Clay County is located in the western mountains of North Carolina. It is adjacent to Cherokee and Macon counties and also the U.S. state of Georgia. The county seat is Hayesville. Clay is small in terms of area and in terms of population, with 10,587 residents as of the 2010 census. The county was established in 1861 and named for Henry Clay, one of the most prominent U.S. politicians of the early nineteenth century and a leading Whig. Before the arrival of white settlers, Cherokee Indians inhabited the area.
Clay County remains isolated and agricultural to the present day, but tourism sustains most of the economy. The Great Smoky Mountains lure visitors from all over the country.
Social conservatism predominates and the influence of religion is strong. 59% are Southern Baptists. Only in 2009 did voters decide to no longer prohibit the sale of alcohol here. Perhaps not surprisingly, the county is strongly Republican; the last Democrat to carry it in a presidential contest was Jimmy Carter in 1976.
1988: R+19 (Solid Republican)
1992: R+13 (Strong Republican)
1996: R+17 (Solid Republican)
2000: R+28 (Solid Republican)
2004: R+30 (Solid Republican)
2008: R+43 (Solid Republican)
2012: R+46 (Solid Republican)
Forecast: Like many rural white counties in North Carolina, Clay has been Republican for a long time, but has grown even more Republican with the passage of time. The Democrats’ alienation of downscale white voters is the cause of this phenomenon.
Perhaps most remarkable about Clay County in particular is the large growth rate that came in the 2000s decade. Data shows that Clay grew by 20.65%. This is a very strong rate of growth and must be considered when assessing the county’s political trends. Who are these new residents? We don’t know except they tend to come from adjacent counties, a few came from Atlanta, and they’re probably Republican, perhaps retirees who came to enjoy the scenic mountain views. It doesn’t pay to analyze this too in-depth, however: only 1,812 residents were added over the course of the decade, the high growth rate is explained by the fact that Clay County was small from the start. In any case, growth has come to a halt and the growth rate is barely positive, the “boom” in Clay County is clearly over.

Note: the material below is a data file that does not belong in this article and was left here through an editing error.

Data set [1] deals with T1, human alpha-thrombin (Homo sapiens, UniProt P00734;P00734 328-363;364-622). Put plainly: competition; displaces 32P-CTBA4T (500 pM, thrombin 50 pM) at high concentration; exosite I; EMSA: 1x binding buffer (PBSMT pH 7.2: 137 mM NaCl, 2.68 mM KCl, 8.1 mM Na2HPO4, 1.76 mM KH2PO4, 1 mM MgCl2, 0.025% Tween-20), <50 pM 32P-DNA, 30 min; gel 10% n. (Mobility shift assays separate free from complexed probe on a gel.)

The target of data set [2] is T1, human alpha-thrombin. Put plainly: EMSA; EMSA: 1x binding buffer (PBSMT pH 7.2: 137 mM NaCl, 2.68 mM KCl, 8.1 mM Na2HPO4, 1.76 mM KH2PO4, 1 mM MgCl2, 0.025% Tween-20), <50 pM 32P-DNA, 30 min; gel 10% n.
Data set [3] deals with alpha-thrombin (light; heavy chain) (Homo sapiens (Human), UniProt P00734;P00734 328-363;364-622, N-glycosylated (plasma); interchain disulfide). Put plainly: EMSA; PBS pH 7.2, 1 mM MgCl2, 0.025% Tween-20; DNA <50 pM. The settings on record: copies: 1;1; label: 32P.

The Republican influx, in addition to hostility of natives toward the candidacy of Barack Obama, is responsible for the Republican trend over the past decade. In 2012, the President lost here by more than 42 points, a less culturally repulsive Democrat would probably better his performance in 2016. Clay County, however, is firmly in the Republican column, with no Democrat having a chance of victory here, unless his name is Heath Shuler.
Despite the growth during the last decade, Clay County is still tiny and almost irrelevant on the state’s political stage. Furthermore, candidates running statewide often have a difficult time broadcasting their message to the county’s voters, as Clay County is located in the Atlanta media market.
John Wynne is the “conservative voice” at PoliticsNC, where he also provides polling analysis and commentary on legislative campaigns. When not writing about politics, he enjoys gardening and listening to opera. Contact: firstname.lastname@example.org.